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The history of the Harris

Photo of outside of Harris building

The early days of the Harris Free Public Library and Museum.

During the second half of the nineteenth century there was a growing Free Library movement and increasing interest in establishing museums and art galleries in Britain.

In Preston, the idea of creating a free public library and museum had been championed since the 1850s when members of the community began holding fund-raising events. However, it was not until 1877 that a bequest by the Preston lawyer, Edmund Robert Harris made the idea of a free library, museum and art gallery a reality.

Edmund Robert Harris left £300,000 to Preston Corporation in memory of his father, the Reverend Robert Harris, who had been vicar of St George’s Church for 64 years.  Some of the money was intended to be used to create a new library, museum and art gallery.  A Free Public Library Committee was formed and in 1878 Preston Town Council adopted the Public Libraries Act of 1850 and purchased the library and collections of the Literary and Philosophical Institution in Cross Street which had been formed in 1810.  In January 1879 Preston’s first public lending library opened in the basement in the Town Hall while a public museum and reference library containing the Dr Shepherd Collection was established in Cross Street.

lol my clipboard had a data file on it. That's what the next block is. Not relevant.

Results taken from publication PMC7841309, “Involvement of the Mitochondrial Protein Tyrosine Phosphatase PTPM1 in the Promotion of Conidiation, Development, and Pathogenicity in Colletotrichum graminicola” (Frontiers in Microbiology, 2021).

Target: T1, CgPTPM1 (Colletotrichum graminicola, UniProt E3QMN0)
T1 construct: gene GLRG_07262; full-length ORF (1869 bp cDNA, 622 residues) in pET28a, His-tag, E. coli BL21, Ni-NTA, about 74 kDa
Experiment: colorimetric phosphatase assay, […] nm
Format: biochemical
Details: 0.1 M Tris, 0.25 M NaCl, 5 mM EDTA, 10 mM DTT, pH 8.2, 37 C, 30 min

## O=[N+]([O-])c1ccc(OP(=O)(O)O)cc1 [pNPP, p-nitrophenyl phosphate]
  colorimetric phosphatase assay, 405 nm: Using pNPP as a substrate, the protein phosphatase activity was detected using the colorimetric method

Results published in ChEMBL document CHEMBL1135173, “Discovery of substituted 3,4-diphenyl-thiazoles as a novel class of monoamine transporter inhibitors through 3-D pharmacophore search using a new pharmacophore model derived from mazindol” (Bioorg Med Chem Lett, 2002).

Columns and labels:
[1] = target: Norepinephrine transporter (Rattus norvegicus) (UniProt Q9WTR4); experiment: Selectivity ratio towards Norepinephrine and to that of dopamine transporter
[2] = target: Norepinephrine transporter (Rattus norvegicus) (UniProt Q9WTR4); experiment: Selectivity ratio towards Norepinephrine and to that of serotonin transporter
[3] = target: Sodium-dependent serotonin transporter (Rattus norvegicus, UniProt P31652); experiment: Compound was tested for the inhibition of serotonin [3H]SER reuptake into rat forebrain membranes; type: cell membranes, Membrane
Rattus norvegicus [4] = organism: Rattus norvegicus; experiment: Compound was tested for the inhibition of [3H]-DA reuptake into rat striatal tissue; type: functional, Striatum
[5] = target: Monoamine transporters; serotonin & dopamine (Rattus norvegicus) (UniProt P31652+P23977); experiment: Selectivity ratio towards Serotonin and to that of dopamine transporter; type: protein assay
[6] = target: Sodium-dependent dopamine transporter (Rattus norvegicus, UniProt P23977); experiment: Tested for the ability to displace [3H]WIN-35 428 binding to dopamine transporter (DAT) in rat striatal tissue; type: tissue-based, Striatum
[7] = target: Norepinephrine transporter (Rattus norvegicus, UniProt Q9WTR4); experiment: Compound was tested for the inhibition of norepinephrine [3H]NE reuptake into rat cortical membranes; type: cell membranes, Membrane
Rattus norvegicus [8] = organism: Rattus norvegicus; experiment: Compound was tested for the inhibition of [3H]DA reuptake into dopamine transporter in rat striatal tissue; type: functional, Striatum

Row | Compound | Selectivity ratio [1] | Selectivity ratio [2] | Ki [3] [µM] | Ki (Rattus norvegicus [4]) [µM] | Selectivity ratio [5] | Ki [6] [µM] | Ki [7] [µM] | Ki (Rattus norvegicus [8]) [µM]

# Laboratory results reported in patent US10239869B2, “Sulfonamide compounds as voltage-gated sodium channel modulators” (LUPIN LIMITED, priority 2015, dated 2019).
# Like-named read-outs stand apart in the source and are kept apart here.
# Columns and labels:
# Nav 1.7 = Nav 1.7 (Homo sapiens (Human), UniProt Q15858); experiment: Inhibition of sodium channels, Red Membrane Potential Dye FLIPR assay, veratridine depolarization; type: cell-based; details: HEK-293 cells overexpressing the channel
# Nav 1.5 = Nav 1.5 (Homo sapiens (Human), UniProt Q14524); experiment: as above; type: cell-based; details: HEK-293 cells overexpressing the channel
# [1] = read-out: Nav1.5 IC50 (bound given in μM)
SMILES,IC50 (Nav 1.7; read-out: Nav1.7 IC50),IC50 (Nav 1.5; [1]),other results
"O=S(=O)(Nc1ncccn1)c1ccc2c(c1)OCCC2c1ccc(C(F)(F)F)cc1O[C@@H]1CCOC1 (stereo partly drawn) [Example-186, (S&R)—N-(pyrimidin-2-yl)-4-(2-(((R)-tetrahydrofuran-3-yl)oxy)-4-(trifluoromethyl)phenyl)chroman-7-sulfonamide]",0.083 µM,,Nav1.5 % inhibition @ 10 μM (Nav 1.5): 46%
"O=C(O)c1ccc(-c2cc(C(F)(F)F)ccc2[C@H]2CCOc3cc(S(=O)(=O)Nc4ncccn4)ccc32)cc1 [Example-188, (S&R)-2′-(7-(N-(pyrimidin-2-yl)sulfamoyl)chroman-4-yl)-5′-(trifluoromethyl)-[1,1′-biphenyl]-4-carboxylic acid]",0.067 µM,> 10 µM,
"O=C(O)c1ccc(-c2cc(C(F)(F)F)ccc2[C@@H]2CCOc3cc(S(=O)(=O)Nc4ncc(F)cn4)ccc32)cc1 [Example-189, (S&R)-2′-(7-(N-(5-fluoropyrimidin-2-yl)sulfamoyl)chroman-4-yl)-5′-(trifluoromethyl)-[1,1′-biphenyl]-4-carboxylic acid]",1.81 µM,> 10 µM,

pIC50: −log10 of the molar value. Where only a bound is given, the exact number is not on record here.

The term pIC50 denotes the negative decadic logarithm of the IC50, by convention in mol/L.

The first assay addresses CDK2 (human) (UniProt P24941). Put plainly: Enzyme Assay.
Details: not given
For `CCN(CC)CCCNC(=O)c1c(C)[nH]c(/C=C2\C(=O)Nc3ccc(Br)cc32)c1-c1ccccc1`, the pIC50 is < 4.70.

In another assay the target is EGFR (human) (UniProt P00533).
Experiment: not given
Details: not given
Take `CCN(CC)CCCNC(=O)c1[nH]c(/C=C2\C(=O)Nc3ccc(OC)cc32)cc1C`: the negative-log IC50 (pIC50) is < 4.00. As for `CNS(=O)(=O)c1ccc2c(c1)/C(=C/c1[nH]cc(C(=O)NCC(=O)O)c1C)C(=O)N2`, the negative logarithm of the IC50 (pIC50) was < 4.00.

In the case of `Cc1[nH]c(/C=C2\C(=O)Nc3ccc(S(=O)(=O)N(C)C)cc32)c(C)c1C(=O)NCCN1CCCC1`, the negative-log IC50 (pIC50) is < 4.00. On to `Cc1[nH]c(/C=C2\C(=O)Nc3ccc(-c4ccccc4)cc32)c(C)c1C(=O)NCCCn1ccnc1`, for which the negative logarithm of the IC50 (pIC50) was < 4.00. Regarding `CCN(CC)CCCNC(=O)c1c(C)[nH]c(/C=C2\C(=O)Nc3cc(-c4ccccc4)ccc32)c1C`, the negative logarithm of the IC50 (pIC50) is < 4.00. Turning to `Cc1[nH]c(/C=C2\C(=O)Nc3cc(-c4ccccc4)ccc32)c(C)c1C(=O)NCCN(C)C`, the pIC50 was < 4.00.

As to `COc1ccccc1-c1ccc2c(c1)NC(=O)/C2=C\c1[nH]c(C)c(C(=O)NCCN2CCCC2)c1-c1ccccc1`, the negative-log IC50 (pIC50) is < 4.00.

The success of the libraries and museum encouraged the committee to pursue the erection of a purpose-built library and museum building in the centre of Preston using funds from the Harris Bequest. However, as Edmund Robert Harris’s will stated that no part of the bequest be used to acquire real estate, Preston Corporation had to find land for development.  This required an Act of Parliament and the Preston Improvement Act was passed in 1880, allowing the Mayor, Aldermen and Burgesses of Preston to ‘provide a site for a Public Library and Museum’.  Work started on the new building in 1882 and it was officially opened in 1893.

 

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